When dealing with a High-Conflict Personality (HCP), it is important to avoid getting caught up in their constant complaining, negativity, and attacks.
There is a clear pattern of behavior that presents itself. Knowing this and understanding this pattern will keep you from getting sucked into the vortex of negativity.
The pattern can start with some form of communication. This communication can be misinterpreted or assumptions can be made. HCP may feel attacked, which then releases a temper tantrum. The temper tantrum can cause the HCP to text or call incessantly where insults are spewed, accusations made, and inappropriate comments discharged.
These interactions can give HCP an energy boost, where they project, attack, blame, and act in an aggressive/obsessive way. Bill Eddy, author of, It’s all your fault: 12 tips for managing people who blame others for everything, explains that “instead of sharing responsibility for solving problems, they repeatedly lose it and increase conflict by making it intensely personal and taking no responsibility.”
Ignoring these invitations for conflict are the best decision. If you respond, focus only on replying in a factual manner. Keep the conversation strictly on the kids rather than HCP’s complaints. Although the conflict can continue for long periods of time, you can disengage from it.
HCP may realize the high-conflict behavior was completely inappropriate. At times you may receive an apology. These apologies typically include excuses for the irrational behavior. Certified Stepfamily Coach, Jenna Korf, explains, “In my experience, they’ll (HCP’s) always have an excuse or justification for their behavior, while attacking you for yours. They’re also skilled at projecting their own behaviors and beliefs onto you.”
Just because someone calls or texts doesn’t mean you have to pick up or respond. Sometimes the best response is no response. If you are already involved in the communication, you can simply set a boundary and state, “I will only speak with you when you are calm. I am hanging up now.” You can also say, “I do not appreciate your disrespectful way of communicating and I am hanging up now.” No one deserves to be verbally assaulted.
If you are conditioned to answer the phone or respond to a text, where you get caught up in conflict, remind yourself that you do not have engage in this type of communication. Your goal can be to recondition yourself to only respond when it directly relates to your children and/or when someone is speaking to you in a calm, respectful manner.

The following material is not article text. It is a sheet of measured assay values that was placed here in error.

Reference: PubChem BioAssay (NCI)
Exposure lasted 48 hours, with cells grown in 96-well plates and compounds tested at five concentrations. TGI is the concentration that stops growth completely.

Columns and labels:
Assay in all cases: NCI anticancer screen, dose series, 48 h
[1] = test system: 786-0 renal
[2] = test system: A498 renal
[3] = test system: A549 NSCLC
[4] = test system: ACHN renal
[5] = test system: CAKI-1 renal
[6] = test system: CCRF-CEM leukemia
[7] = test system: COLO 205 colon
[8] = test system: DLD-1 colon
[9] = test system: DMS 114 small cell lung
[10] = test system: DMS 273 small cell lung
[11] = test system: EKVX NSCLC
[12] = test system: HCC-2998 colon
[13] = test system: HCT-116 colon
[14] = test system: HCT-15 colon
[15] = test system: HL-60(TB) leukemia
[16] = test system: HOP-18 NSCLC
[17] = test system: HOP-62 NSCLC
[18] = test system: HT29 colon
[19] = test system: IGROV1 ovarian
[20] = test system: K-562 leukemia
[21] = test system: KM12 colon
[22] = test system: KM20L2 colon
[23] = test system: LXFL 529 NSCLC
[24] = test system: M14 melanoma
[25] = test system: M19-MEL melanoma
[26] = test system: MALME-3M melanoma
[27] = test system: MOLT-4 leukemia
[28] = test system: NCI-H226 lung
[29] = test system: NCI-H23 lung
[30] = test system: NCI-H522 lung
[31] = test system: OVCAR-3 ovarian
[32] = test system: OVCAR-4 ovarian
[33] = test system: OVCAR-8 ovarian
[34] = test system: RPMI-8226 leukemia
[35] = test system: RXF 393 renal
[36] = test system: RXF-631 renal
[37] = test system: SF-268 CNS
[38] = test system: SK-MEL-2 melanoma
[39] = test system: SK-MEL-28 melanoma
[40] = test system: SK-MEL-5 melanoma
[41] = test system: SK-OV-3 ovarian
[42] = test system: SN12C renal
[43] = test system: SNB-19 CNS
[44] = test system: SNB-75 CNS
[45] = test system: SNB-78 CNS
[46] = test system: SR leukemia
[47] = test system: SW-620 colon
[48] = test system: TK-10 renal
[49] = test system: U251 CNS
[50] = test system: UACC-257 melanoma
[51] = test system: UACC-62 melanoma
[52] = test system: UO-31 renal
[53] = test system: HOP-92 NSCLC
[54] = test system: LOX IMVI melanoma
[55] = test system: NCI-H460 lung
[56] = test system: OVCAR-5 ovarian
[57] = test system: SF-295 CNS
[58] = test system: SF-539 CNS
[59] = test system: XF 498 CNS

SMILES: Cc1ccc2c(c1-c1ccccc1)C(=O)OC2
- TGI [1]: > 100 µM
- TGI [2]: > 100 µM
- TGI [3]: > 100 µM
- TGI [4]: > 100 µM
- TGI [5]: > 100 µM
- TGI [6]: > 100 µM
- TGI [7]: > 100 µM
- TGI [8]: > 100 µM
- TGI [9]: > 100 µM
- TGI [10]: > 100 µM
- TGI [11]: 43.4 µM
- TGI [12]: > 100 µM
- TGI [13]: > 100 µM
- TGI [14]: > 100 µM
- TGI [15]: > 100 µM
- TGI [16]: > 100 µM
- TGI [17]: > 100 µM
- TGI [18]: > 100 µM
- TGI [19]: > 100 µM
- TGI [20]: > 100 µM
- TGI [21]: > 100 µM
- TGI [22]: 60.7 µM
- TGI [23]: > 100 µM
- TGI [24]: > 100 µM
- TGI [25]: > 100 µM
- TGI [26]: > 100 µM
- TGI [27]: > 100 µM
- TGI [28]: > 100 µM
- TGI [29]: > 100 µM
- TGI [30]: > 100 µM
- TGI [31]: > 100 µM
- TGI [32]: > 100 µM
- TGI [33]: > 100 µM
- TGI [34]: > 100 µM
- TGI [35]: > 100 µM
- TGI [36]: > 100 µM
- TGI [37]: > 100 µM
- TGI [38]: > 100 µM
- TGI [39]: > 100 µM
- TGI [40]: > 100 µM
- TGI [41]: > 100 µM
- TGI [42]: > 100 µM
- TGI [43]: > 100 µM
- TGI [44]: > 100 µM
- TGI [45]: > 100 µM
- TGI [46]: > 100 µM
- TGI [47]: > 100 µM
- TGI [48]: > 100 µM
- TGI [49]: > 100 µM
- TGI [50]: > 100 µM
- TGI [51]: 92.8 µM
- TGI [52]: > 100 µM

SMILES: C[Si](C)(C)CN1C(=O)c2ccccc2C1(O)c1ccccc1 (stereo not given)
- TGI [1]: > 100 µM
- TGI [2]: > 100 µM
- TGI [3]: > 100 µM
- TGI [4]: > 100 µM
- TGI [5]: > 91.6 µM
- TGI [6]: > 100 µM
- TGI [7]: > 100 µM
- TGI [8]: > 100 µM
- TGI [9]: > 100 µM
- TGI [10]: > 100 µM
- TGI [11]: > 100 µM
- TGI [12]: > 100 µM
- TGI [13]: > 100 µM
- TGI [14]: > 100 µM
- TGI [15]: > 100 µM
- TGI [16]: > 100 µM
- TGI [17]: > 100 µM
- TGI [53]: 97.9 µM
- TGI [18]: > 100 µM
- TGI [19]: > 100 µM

It’s challenging not to get emotionally wound up when people are engaging you in conflict, but if you can disengage and laugh at the ridiculousness of it all, you’ll live a much happier life. Having inside jokes in your marriage is healthy. As they say, humor is the best medicine.
You can’t change someone else. The only person you can change is yourself. When dealing with a HCP, you have to accept this person for who they are. Don’t waste time and energy trying to change anyone but yourself. Focus on the things within your control.
4. Focus on You and Your Marriage:
Focus on being your authentic self. Work on protecting your spirit and the spirit of your marriage. Identify the signs of a HCP attack and start developing a tool-box of coping strategies that will decrease the negativity from the HCP in your life. You can insulate your marriage from the dysfunction. Your tool-box of strategies may include, firm boundaries, blocking all communication by hitting the “do not disturb” button on your phone, going for a walk, punching a punching bag, meditation, focusing on breathing, yoga, singing, and taking baths. Find something that works for you.
High-Conflict Personalities thrive off of battle, and that will not change. By educating yourself on their pattern of dysfunction, you can protect yourself and focus on protecting your marriage, which will lead to a happier you.
-The Protective Stepmom
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